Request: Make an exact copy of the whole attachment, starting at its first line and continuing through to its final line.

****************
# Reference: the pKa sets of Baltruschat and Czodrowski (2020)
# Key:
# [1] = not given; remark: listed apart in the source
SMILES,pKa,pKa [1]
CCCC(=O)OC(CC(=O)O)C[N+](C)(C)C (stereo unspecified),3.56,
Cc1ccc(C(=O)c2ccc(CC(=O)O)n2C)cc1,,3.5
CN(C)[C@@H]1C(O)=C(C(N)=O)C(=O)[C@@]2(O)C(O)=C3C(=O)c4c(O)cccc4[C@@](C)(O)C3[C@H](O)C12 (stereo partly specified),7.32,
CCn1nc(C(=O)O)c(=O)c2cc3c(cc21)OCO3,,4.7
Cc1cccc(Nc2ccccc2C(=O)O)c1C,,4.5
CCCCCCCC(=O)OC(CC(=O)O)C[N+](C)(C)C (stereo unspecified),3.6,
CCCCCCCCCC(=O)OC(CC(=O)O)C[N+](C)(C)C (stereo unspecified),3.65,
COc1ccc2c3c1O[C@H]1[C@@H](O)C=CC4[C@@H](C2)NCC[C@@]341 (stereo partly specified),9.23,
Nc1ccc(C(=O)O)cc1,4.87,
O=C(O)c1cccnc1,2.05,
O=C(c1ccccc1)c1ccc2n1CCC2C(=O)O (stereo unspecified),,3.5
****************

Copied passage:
# Reference: the pKa sets of Baltruschat and Czodrowski (2020)
# Key:
# [1] = not given; remark: listed apart in the source
SMILES,pKa,pKa [1]
CCCC(=O)OC(CC(=O)O)C[N+](C)(C)C (stereo unspecified),3.56,
Cc1ccc(C(=O)c2ccc(CC(=O)O)n2C)cc1,,3.5
CN(C)[C@@H]1C(O)=C(C(N)=O)C(=O)[C@@]2(O)C(O)=C3C(=O)c4c(O)cccc4[C@@](C)(O)C3[C@H](O)C12 (stereo partly specified),7.32,
CCn1nc(C(=O)O)c(=O)c2cc3c(cc21)OCO3,,4.7
Cc1cccc(Nc2ccccc2C(=O)O)c1C,,4.5
CCCCCCCC(=O)OC(CC(=O)O)C[N+](C)(C)C (stereo unspecified),3.6,
CCCCCCCCCC(=O)OC(CC(=O)O)C[N+](C)(C)C (stereo unspecified),3.65,
COc1ccc2c3c1O[C@H]1[C@@H](O)C=CC4[C@@H](C2)NCC[C@@]341 (stereo partly specified),9.23,
Nc1ccc(C(=O)O)cc1,4.87,
O=C(O)c1cccnc1,2.05,
O=C(c1ccccc1)c1ccc2n1CCC2C(=O)O (stereo unspecified),,3.5